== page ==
2010 Mini Cooper 50 Camden Edition – Click above for high-res image gallery

PSA Peugeot Citroen, along with BMW, jointly developed the Mini's gasoline-fed engine and, until recently, PSA's diesel mill could be found under the bonnet of the little Cooper as well. With motivation partly provided by PSA, the Mini Cooper hit the streets running and never looked back. It was a smash hit, with sales exceeding most expectations.

Recently, rumors about a possible diesel hybrid Mini have swirled around and it would seem like a match made in heaven to pair up PSA's Hybrid4 system – due to appear soon in the 3008 and 508 – with the pint-sized Mini. Though there's no doubt that the resulting vehicle would be highly efficient, Mini's head of diesel engine development, Wolfgang Kuttler, states that the Hybrid4 setup is "a very expensive and heavy system." Kuttler added:
It only brings fuel savings in town, not on the faster, more open roads commonly used in Europe. We'll never use a system like it at Mini for that reason.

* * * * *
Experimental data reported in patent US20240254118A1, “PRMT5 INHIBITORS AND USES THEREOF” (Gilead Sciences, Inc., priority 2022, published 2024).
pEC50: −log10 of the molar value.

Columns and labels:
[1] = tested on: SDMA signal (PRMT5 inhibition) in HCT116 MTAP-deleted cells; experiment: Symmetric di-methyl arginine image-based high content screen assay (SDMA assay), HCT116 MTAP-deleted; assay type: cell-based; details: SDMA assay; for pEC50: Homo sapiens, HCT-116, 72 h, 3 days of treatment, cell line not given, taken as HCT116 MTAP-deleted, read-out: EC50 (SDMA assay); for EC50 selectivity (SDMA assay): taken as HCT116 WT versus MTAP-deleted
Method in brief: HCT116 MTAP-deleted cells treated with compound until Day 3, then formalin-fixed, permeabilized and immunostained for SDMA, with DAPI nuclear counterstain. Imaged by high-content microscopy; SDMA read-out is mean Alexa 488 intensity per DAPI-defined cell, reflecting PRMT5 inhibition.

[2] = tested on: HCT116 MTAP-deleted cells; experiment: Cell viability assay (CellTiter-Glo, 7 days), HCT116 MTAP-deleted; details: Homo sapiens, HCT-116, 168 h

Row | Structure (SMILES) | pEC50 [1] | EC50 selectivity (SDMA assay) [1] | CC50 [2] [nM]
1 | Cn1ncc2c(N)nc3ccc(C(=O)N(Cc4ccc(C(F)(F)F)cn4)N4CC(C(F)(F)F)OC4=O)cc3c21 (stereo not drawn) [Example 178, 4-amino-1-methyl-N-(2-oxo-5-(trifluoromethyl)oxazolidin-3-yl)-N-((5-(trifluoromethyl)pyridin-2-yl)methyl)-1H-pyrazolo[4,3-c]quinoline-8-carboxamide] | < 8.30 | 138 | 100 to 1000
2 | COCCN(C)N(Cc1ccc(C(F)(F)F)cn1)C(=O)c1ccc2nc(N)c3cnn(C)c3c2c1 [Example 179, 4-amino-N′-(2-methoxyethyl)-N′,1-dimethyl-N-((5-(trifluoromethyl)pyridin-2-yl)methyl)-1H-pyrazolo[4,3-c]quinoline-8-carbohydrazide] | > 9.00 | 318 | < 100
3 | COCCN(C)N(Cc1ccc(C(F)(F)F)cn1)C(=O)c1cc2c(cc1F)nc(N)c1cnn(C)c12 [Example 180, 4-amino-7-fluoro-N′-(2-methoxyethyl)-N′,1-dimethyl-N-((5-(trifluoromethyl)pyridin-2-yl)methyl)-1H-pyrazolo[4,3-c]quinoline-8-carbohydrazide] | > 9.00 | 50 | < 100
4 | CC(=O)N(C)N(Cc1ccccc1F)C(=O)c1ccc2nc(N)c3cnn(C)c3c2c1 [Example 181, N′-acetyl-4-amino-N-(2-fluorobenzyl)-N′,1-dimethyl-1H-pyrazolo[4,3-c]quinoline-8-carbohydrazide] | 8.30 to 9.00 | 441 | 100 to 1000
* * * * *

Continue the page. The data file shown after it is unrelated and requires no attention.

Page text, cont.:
Our hopes of a Mini diesel hybrid may have been dashed, but Kuttler believes that improved efficiency is still on the horizon. According to Kuttler, Mini will focus on extracting every last bit of efficiency from its current diesel engines. Kuttler presented Mini's diesel plans this way:
I believe that we are currently getting about 50 per cent of the efficiency available in diesel engines. We intend to concentrate on improving ancillary drive, lowering internal friction, increasing injection pressure and optimising turbo response, among other aspects. Variable valve timing is a possibility but it's low down on the priority list.
If Mini can build a diesel engine that will top the company's 60.3 miles per gallon-rated (U.S) mill found in the Mini One D, then there's probably no need for a diesel hybrid anyways.



Photos by Steven J. Ewing / Copyright ©2010 Weblogs, Inc.

[Source: Autocar]

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